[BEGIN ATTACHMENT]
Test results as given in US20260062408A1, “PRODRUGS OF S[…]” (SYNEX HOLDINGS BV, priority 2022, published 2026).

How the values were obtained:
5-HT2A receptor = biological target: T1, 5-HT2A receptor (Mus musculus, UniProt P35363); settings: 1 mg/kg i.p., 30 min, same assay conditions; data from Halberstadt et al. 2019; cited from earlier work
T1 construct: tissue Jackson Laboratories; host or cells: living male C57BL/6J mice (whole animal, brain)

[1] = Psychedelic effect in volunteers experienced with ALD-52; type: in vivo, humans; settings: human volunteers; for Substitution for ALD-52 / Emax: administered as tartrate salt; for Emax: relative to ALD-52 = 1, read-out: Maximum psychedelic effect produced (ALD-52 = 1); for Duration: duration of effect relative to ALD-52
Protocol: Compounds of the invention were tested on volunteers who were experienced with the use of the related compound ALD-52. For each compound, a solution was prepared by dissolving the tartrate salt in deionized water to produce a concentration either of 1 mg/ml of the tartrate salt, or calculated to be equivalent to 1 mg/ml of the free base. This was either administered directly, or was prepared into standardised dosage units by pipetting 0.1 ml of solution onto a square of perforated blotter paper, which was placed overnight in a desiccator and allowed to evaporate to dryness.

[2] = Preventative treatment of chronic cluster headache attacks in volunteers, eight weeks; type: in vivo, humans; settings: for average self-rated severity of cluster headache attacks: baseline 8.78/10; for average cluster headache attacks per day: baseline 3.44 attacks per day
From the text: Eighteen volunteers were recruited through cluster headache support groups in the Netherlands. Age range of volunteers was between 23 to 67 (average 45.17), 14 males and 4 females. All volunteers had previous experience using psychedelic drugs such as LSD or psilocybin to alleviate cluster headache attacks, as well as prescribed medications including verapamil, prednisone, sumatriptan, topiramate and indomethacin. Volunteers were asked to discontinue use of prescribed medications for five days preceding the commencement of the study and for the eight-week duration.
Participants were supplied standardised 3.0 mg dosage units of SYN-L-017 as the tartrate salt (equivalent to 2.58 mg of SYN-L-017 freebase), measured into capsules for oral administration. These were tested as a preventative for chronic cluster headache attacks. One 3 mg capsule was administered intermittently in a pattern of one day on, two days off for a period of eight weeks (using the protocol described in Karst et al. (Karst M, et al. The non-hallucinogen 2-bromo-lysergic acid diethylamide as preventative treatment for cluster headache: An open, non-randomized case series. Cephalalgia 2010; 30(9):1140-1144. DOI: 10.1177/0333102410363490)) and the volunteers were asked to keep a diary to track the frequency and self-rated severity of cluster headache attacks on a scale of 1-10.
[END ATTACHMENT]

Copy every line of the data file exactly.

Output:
Test results as given in US20260062408A1, “PRODRUGS OF S[…]” (SYNEX HOLDINGS BV, priority 2022, published 2026).

How the values were obtained:
5-HT2A receptor = biological target: T1, 5-HT2A receptor (Mus musculus, UniProt P35363); settings: 1 mg/kg i.p., 30 min, same assay conditions; data from Halberstadt et al. 2019; cited from earlier work
T1 construct: tissue Jackson Laboratories; host or cells: living male C57BL/6J mice (whole animal, brain)

[1] = Psychedelic effect in volunteers experienced with ALD-52; type: in vivo, humans; settings: human volunteers; for Substitution for ALD-52 / Emax: administered as tartrate salt; for Emax: relative to ALD-52 = 1, read-out: Maximum psychedelic effect produced (ALD-52 = 1); for Duration: duration of effect relative to ALD-52
Protocol: Compounds of the invention were tested on volunteers who were experienced with the use of the related compound ALD-52. For each compound, a solution was prepared by dissolving the tartrate salt in deionized water to produce a concentration either of 1 mg/ml of the tartrate salt, or calculated to be equivalent to 1 mg/ml of the free base. This was either administered directly, or was prepared into standardised dosage units by pipetting 0.1 ml of solution onto a square of perforated blotter paper, which was placed overnight in a desiccator and allowed to evaporate to dryness.

[2] = Preventative treatment of chronic cluster headache attacks in volunteers, eight weeks; type: in vivo, humans; settings: for average self-rated severity of cluster headache attacks: baseline 8.78/10; for average cluster headache attacks per day: baseline 3.44 attacks per day
From the text: Eighteen volunteers were recruited through cluster headache support groups in the Netherlands. Age range of volunteers was between 23 to 67 (average 45.17), 14 males and 4 females. All volunteers had previous experience using psychedelic drugs such as LSD or psilocybin to alleviate cluster headache attacks, as well as prescribed medications including verapamil, prednisone, sumatriptan, topiramate and indomethacin. Volunteers were asked to discontinue use of prescribed medications for five days preceding the commencement of the study and for the eight-week duration.
Participants were supplied standardised 3.0 mg dosage units of SYN-L-017 as the tartrate salt (equivalent to 2.58 mg of SYN-L-017 freebase), measured into capsules for oral administration. These were tested as a preventative for chronic cluster headache attacks. One 3 mg capsule was administered intermittently in a pattern of one day on, two days off for a period of eight weeks (using the protocol described in Karst et al. (Karst M, et al. The non-hallucinogen 2-bromo-lysergic acid diethylamide as preventative treatment for cluster headache: An open, non-randomized case series. Cephalalgia 2010; 30(9):1140-1144. DOI: 10.1177/0333102410363490)) and the volunteers were asked to keep a diary to track the frequency and self-rated severity of cluster headache attacks on a scale of 1-10.